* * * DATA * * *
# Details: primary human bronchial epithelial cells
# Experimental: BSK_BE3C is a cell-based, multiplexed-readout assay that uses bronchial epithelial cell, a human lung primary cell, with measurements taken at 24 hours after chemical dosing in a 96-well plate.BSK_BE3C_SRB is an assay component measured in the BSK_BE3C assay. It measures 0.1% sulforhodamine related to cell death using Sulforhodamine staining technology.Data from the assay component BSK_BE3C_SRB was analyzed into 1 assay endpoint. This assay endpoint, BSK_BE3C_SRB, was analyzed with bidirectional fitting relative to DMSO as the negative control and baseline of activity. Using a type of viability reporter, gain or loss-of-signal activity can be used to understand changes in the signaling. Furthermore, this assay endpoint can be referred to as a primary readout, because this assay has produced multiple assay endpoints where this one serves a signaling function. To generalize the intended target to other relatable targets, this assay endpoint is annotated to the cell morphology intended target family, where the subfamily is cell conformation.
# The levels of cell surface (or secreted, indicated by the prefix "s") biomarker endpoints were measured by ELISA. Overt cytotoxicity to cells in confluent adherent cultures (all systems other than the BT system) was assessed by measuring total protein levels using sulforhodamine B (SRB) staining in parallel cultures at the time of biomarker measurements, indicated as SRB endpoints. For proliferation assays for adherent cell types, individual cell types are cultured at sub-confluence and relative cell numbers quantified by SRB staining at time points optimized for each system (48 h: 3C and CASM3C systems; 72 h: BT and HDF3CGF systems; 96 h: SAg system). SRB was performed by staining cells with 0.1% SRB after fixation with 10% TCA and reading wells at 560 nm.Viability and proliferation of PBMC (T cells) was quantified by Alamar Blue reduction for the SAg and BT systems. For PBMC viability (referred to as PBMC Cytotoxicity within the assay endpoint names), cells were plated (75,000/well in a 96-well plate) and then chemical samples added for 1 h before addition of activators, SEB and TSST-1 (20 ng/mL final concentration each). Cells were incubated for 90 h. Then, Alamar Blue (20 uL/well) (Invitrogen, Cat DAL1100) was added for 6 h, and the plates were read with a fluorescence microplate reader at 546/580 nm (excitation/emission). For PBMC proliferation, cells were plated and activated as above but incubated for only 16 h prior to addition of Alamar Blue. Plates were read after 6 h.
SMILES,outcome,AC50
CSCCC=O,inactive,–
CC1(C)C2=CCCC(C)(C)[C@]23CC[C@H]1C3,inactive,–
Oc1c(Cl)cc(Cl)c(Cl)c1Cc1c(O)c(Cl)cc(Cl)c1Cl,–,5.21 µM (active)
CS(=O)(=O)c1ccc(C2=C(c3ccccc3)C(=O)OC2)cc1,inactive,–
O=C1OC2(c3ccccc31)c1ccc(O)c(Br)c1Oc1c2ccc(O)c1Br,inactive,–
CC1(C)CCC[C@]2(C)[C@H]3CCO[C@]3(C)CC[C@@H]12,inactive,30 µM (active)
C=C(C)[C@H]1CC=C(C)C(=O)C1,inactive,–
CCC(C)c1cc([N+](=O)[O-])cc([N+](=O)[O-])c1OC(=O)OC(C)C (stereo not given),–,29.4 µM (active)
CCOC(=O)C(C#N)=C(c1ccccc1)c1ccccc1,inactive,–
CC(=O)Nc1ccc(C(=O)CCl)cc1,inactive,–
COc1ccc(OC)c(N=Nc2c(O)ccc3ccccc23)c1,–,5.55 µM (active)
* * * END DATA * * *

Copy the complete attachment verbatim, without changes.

# Details: primary human bronchial epithelial cells
# Experimental: BSK_BE3C is a cell-based, multiplexed-readout assay that uses bronchial epithelial cell, a human lung primary cell, with measurements taken at 24 hours after chemical dosing in a 96-well plate.BSK_BE3C_SRB is an assay component measured in the BSK_BE3C assay. It measures 0.1% sulforhodamine related to cell death using Sulforhodamine staining technology.Data from the assay component BSK_BE3C_SRB was analyzed into 1 assay endpoint. This assay endpoint, BSK_BE3C_SRB, was analyzed with bidirectional fitting relative to DMSO as the negative control and baseline of activity. Using a type of viability reporter, gain or loss-of-signal activity can be used to understand changes in the signaling. Furthermore, this assay endpoint can be referred to as a primary readout, because this assay has produced multiple assay endpoints where this one serves a signaling function. To generalize the intended target to other relatable targets, this assay endpoint is annotated to the cell morphology intended target family, where the subfamily is cell conformation.
# The levels of cell surface (or secreted, indicated by the prefix "s") biomarker endpoints were measured by ELISA. Overt cytotoxicity to cells in confluent adherent cultures (all systems other than the BT system) was assessed by measuring total protein levels using sulforhodamine B (SRB) staining in parallel cultures at the time of biomarker measurements, indicated as SRB endpoints. For proliferation assays for adherent cell types, individual cell types are cultured at sub-confluence and relative cell numbers quantified by SRB staining at time points optimized for each system (48 h: 3C and CASM3C systems; 72 h: BT and HDF3CGF systems; 96 h: SAg system). SRB was performed by staining cells with 0.1% SRB after fixation with 10% TCA and reading wells at 560 nm.Viability and proliferation of PBMC (T cells) was quantified by Alamar Blue reduction for the SAg and BT systems. For PBMC viability (referred to as PBMC Cytotoxicity within the assay endpoint names), cells were plated (75,000/well in a 96-well plate) and then chemical samples added for 1 h before addition of activators, SEB and TSST-1 (20 ng/mL final concentration each). Cells were incubated for 90 h. Then, Alamar Blue (20 uL/well) (Invitrogen, Cat DAL1100) was added for 6 h, and the plates were read with a fluorescence microplate reader at 546/580 nm (excitation/emission). For PBMC proliferation, cells were plated and activated as above but incubated for only 16 h prior to addition of Alamar Blue. Plates were read after 6 h.
SMILES,outcome,AC50
CSCCC=O,inactive,–
CC1(C)C2=CCCC(C)(C)[C@]23CC[C@H]1C3,inactive,–
Oc1c(Cl)cc(Cl)c(Cl)c1Cc1c(O)c(Cl)cc(Cl)c1Cl,–,5.21 µM (active)
CS(=O)(=O)c1ccc(C2=C(c3ccccc3)C(=O)OC2)cc1,inactive,–
O=C1OC2(c3ccccc31)c1ccc(O)c(Br)c1Oc1c2ccc(O)c1Br,inactive,–
CC1(C)CCC[C@]2(C)[C@H]3CCO[C@]3(C)CC[C@@H]12,inactive,30 µM (active)
C=C(C)[C@H]1CC=C(C)C(=O)C1,inactive,–
CCC(C)c1cc([N+](=O)[O-])cc([N+](=O)[O-])c1OC(=O)OC(C)C (stereo not given),–,29.4 µM (active)
CCOC(=O)C(C#N)=C(c1ccccc1)c1ccccc1,inactive,–
CC(=O)Nc1ccc(C(=O)CCl)cc1,inactive,–
COc1ccc(OC)c(N=Nc2c(O)ccc3ccccc23)c1,–,5.55 µM (active)